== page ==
'Ozymandias' recap: The newest 'Breaking Bad' episode finds many main characters in trouble
'Ozymandias,' the newest 'Breaking Bad' episode, has much of the violence happening offscreen, but it's no less affecting. 'Ozymandias' is one of the last episodes of the 'Breaking Bad' TV series.
When people seem more concerned with interpreting the increasingly cryptic previews for the next episode of any show, it’s a pretty good indication that the prior installment ended with some kind of incredible cliffhanger. Of course, when it comes to Breaking Bad, that has to do with last week’s superb ‘To’hajiilee,’ which ended midway through a gunfight that found Hank and Gomez horrendously outgunned, and definitely outnumbered in the psychopath department.Skip to next paragraph
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There’s a moment after the inevitable happens with Hank that finds Walt looking back in his rearview mirror and he sees nothing; there’s no evidence of what just transpired. It’s reflective of the way that director Rian Johnson composed ‘Ozymandias’ around Moira Walley-Beckett’s superb script, in how so much of the brutality that’s perpetrated throughout the episode, from the deaths of Hank and Gomez, to Jesse’s torture, to Skyler pulling Walt Jr. into her office to confess her crimes and the crimes of his father, occurs off-screen.
All the truly gruesome and visceral violence is ostensibly left on the cutting room floor; major scenes, like the episode itself, begin in medias res, a tactic that constantly leaves the audience gasping for breath and trying to keep pace, rather than waiting for events to play out. In essence, Vince Gilligan and his Breaking Bad crew have already set up all their shots, and now it’s time to take them.
But this technique is significant in another way, too. Because for all the carnage that’s perpetrated against major characters in the episode, there’s perhaps none more horrific or lasting than what transpires between Walt and his family. Knife fights are one thing; there’s a good chance the cut on Walter’s hand will heal with time, perhaps forming a scar as a lasting reminder. The difference between Skyler’s attack on Walt is that it isn’t coming from a place of outright aggression, but rather one of self-defense (whatever her complicity in the past); it’s a violent response visited upon an assailant who has inflicted wounds upon his family that will surely never heal.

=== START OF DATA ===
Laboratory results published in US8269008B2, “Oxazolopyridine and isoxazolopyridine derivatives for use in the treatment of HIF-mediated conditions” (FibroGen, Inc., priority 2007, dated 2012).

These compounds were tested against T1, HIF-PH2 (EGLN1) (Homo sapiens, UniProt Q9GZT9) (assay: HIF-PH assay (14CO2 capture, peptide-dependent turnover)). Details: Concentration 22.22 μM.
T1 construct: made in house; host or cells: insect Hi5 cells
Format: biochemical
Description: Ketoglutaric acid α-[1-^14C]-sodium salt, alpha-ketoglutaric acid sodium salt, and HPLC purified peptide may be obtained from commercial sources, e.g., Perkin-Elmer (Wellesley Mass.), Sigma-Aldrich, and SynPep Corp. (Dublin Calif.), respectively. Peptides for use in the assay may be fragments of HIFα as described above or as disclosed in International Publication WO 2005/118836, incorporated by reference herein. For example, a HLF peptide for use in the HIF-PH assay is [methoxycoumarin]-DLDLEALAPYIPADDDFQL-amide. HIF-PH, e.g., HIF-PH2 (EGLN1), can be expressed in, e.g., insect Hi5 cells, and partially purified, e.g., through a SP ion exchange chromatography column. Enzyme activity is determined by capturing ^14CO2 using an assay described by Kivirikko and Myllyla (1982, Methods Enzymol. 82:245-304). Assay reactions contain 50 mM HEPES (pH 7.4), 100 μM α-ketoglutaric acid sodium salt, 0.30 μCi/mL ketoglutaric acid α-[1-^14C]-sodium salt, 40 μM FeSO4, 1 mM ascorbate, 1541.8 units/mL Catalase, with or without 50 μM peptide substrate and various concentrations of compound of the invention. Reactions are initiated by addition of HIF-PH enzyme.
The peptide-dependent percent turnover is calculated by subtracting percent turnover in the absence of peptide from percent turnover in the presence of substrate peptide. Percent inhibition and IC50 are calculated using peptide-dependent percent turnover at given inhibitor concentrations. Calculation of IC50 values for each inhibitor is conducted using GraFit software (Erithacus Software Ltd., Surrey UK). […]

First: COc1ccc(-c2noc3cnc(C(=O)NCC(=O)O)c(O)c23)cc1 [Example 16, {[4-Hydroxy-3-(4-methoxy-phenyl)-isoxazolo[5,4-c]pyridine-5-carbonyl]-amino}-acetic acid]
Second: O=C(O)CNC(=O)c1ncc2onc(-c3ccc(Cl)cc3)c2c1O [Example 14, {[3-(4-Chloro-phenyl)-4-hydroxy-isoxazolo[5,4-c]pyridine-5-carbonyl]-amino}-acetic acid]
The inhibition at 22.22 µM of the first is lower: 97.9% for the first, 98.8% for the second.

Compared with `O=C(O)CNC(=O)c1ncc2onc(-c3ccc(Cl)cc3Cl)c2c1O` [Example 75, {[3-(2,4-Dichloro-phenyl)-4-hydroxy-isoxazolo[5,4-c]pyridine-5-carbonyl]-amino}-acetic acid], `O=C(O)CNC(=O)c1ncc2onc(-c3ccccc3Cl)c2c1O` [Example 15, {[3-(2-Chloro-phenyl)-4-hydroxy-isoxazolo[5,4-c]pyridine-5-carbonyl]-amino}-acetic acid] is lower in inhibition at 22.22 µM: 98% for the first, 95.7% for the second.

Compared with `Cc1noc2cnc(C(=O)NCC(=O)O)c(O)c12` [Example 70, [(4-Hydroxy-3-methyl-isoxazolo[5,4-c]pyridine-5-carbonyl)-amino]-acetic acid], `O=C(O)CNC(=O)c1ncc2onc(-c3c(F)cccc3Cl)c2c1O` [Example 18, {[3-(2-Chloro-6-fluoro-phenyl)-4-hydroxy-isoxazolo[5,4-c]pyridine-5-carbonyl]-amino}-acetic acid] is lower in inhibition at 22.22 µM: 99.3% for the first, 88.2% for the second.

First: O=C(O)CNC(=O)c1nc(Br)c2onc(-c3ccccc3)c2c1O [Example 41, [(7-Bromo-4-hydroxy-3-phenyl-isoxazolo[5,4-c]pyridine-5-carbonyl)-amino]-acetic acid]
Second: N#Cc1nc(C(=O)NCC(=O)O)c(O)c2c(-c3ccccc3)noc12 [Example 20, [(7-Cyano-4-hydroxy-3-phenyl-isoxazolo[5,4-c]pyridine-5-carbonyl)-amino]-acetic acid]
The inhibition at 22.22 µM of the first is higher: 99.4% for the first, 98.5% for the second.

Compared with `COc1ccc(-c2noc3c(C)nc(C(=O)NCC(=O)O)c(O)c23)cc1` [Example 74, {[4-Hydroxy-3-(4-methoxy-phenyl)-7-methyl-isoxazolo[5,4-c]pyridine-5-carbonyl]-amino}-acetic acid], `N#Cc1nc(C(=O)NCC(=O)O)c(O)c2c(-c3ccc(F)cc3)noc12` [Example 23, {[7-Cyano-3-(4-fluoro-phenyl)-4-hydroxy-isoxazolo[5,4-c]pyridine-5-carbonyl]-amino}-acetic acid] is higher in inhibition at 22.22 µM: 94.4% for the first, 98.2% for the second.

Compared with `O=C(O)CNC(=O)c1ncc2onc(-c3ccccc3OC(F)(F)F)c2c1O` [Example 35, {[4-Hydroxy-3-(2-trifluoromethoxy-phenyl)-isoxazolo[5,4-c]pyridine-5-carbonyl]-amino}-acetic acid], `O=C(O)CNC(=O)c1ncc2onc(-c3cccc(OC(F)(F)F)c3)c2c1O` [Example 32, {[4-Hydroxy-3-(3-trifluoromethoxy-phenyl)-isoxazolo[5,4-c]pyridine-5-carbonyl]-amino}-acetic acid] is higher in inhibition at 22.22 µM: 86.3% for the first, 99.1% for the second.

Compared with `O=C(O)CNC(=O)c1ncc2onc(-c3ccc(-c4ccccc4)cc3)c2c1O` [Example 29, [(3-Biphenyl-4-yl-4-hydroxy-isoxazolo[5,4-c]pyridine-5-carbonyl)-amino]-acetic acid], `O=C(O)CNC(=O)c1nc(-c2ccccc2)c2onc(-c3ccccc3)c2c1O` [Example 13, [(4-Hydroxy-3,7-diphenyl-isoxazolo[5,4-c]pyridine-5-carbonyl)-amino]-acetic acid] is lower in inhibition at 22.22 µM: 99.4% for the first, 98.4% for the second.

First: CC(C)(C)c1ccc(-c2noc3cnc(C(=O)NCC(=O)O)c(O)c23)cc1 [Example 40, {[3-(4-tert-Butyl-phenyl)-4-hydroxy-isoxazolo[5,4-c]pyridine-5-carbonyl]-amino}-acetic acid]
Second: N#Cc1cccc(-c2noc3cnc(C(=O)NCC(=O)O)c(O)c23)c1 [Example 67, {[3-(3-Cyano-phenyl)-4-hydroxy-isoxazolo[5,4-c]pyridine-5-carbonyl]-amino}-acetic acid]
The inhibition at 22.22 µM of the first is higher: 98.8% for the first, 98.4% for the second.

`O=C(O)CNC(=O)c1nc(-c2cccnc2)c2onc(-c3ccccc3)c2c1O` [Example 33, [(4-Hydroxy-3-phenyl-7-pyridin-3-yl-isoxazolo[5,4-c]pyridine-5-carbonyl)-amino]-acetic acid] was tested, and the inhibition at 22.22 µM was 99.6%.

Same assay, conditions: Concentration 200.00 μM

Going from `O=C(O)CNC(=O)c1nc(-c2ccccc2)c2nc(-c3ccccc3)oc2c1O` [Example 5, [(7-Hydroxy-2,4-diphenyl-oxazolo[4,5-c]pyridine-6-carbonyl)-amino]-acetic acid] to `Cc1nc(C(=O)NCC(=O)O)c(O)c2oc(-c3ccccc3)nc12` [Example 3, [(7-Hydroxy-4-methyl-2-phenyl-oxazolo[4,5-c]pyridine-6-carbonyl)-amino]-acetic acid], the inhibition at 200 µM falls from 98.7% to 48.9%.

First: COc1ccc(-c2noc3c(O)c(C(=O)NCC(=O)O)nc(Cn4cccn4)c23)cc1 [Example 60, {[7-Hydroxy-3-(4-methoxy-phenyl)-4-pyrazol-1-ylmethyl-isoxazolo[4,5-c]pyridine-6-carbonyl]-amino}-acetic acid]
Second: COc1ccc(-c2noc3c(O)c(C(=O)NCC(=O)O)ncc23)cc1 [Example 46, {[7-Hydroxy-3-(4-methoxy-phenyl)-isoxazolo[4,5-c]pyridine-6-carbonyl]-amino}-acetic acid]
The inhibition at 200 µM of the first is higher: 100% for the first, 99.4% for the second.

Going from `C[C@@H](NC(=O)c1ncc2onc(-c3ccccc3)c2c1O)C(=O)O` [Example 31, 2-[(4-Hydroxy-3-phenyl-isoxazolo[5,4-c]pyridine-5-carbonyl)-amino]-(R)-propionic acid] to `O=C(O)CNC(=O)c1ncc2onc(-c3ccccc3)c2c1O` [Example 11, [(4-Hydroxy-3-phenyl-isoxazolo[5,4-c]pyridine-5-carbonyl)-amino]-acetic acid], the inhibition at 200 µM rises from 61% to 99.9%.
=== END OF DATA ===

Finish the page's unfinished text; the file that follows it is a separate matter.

At this point, the scope of Walt’s storyline has been reduced from the souless pursuit of building an empire, to simply providing for his family, to mere self-preservation. Twice during ‘Ozymandias’ Walt tries to sell the magic and the wonder of a bright, shiny new life – “Any future you want” – that all his money will be able to buy, to those who are past the point of listening to him. Walt tries to buy Hank’s life from Jack, as though there’s something he has to offer the Nazi that the guy can’t simply take. Despite the promise of 80 million dollars and the sort of freedom from the toils of meth making that amount of money can buy, Walt winds up on the losing end of the bargain when Jack takes nearly all of his cash and the life of his brother-in-law.
In one final act, Walt buries any hope of ever returning under a torrent of words designed to paint him as the mastermind, and his family – and Skyler in particular – as the unwitting victims in his dreadful scheme. There is no future for Walter White anymore, and he knows it. In fact, there’s no Walter White from this point on either; there’s just a man who used to be him, and will soon be Mr. Lambert.
Kevin Yeoman blogs at Screen Rant.
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